I asked the lawyer to come and see me and Simon in the hotel. Not possible, he said, he was busy.
I told him it was quite important as Simon was due in the court in the morning and had a pre-arranged meeting with the prosecutor.
I’m going to paraphrase the next bit but it went something like this.
Lawyer: ‘What do you mean he’s meeting the prosecutor?’
AD:’Simon says he is pleading guilty. He would rather go home than wait for a year or two for a result.’
Lawyer:’What do you mean? I am his lawyer. Why is he pleading guilty? What did he do wrong? He’s pleading not guilty.’
AD: ‘Well he has sworn at immigration officials, and they have four officers who are going to testify to that. What defence are you putting in for him then because he does not know!’
Lawyer:’Don’t tell me the law, I have been practising law for XX years’
‘And I am a journalist who has seen foreigners being screwed by Thai lawyers for 20 years!’
(click) The lawyer put down the phone.
Suddenly, as any expatriate living in Thailand will know, I had put myself in quite a dangerous situation, separating a Thai lawyer from his money! If the case goes as the lawyer wishes, it could run, and run and run. On the other hand my card may have been marked…not for the first time.
Even in the implausible situation that Simon could win, all the prosecution needed to do was appeal, another four years, and then another four if it were go to the Supreme Court, and all with Simon stuck in Thailand without any ability to earn any money.
I met up with Simon, got him a room at my hotel, and later we went off to dine with a lovely young couple called Luke and Saskia ( I love that name), who live in Andorra, that glorious tax haven in the Pyrenees.
They had paid for Simon’s gym for a month. Saskia and Luke eat healthy foods, don’t smoke or drink, study yoga etc. I rather think I was fulfilling the role of typical Fleet St hack with my beer and Bensons.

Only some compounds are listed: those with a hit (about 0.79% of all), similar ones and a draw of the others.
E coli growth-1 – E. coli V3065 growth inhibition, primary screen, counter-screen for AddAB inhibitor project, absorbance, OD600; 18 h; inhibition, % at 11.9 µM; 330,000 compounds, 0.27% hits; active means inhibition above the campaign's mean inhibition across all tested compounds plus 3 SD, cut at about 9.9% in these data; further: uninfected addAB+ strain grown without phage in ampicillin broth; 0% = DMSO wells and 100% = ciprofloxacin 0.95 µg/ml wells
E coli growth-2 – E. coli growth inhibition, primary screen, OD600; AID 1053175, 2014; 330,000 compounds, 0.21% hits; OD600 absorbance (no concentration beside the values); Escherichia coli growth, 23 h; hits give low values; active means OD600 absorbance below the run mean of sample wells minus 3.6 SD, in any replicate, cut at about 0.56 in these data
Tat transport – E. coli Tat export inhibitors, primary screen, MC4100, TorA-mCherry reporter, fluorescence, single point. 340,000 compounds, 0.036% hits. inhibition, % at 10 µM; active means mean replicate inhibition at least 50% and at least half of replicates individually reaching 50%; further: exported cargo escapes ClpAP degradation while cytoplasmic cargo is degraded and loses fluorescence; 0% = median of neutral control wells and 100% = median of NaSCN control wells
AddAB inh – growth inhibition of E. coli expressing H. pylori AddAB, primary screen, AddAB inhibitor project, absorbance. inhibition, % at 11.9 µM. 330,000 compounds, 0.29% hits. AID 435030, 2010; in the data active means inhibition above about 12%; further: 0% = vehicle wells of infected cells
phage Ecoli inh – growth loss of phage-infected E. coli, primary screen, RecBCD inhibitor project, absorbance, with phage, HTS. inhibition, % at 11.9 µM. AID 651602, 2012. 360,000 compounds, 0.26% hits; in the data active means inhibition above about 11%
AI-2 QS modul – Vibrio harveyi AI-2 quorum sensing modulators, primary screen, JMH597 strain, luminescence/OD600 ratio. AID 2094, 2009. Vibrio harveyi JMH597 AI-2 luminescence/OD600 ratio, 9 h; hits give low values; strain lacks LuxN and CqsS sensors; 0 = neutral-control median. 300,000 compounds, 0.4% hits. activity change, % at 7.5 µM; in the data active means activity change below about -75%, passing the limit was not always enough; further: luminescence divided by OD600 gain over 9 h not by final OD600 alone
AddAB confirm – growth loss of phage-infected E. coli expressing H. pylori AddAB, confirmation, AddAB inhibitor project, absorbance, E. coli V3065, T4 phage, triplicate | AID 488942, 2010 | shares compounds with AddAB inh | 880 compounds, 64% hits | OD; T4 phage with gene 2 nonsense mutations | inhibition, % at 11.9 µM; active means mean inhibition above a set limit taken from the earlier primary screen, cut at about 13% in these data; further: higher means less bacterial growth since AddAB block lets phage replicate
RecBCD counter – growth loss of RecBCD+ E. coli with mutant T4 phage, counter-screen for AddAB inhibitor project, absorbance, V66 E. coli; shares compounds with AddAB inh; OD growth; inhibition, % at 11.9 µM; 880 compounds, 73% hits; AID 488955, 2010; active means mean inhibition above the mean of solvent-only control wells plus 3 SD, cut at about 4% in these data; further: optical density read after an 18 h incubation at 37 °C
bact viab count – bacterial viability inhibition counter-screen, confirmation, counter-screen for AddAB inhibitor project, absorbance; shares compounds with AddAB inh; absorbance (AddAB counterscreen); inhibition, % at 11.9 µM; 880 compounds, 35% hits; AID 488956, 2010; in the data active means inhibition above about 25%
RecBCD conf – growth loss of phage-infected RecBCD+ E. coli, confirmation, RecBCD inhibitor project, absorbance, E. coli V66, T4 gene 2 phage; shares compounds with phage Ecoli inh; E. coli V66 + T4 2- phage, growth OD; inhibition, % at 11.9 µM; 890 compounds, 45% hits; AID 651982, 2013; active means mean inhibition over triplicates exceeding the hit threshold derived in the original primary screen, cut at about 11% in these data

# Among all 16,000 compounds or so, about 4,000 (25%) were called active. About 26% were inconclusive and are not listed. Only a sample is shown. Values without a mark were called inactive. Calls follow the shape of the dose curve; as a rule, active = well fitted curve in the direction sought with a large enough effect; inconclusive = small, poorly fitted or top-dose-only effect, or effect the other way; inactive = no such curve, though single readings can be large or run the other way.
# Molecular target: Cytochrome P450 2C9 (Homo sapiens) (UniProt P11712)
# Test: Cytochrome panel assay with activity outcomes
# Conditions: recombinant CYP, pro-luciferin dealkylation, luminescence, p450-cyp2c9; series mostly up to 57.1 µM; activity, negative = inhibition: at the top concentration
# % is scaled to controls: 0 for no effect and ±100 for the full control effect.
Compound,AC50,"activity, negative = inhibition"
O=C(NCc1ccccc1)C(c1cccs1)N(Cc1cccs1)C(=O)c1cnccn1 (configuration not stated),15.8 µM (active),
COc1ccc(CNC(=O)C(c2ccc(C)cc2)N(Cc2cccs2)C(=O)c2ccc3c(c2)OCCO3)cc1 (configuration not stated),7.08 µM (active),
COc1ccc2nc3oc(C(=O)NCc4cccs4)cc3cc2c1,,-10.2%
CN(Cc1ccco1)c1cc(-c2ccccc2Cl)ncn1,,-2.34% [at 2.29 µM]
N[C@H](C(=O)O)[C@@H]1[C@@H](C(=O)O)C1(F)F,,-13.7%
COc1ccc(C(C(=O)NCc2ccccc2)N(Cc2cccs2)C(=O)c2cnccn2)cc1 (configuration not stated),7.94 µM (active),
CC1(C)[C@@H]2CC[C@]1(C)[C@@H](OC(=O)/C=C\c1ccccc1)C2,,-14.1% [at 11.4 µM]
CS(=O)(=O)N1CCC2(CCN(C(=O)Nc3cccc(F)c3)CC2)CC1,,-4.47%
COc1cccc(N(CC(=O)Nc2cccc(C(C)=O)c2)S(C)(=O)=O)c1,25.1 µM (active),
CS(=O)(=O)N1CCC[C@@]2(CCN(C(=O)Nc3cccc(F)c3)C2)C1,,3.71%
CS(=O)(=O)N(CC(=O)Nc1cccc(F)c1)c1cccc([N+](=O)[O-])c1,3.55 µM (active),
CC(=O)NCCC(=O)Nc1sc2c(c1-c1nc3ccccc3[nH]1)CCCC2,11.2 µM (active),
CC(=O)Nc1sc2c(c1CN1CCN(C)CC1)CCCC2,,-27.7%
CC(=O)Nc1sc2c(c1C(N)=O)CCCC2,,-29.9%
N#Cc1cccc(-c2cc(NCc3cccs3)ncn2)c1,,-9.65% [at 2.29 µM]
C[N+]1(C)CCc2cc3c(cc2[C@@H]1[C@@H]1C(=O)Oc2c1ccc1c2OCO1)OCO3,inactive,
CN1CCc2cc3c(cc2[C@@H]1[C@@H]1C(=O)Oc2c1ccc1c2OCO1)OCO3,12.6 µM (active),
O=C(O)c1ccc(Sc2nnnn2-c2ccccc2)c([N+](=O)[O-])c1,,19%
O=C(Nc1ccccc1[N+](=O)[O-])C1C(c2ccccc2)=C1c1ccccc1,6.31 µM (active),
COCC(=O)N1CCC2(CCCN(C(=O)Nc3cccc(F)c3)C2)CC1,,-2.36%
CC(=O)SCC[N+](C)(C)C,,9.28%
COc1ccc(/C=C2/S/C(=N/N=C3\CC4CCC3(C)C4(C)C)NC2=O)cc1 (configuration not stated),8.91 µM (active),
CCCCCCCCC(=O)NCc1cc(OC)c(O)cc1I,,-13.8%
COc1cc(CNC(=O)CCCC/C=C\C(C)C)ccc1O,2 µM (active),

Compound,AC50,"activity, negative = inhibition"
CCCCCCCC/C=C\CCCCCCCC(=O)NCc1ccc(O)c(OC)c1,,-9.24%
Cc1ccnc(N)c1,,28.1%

Before we left Saksia said to Simon words to the affect ‘Keep cool. Eat a little humble pie. Understand the culture!’.
‘Sure’, said Simon.
Phuket Provincial Court Monday
With some enlisted help from Oi (Chutima) at ‘Phuketwan’ we finally get to see prosecutor Umaporn Siripong. We don’t need to tell her the story.
She knows it in every detail. She has had calls from Bangkok. She totally understands why Simon got angry and so does the court. It’s no big deal. Simon could enter his plea of guilty and everything would be over by lunch time.
In steps indignant Simon. He questions the evidence presented by the Immigration officials, bit by bit. ‘I did not say ‘F..ck you’. I said ‘f*cking idiot’ etc. etc. etc.
Simon does not get it. He has been advised by lots of people and they are all telling him the same.
‘Bend like a straw and they will not break you! ‘
Meanwhile his lawyer is trying to break in. He was expecting a quick adjournment for trial.
Simon refuses to sign a form pleading guilty. We go outside. Now it’s my turn to use the four letter words. I tell him if he contests the evidence, even though its embellished, then the prosecution have no choice but to call the Immigration police witnesses one by one. ‘When that happens Simon ‘You’re f..cked’. I said raising my voice and look around to see more than a few eyes on me. Yep that word is fairly international.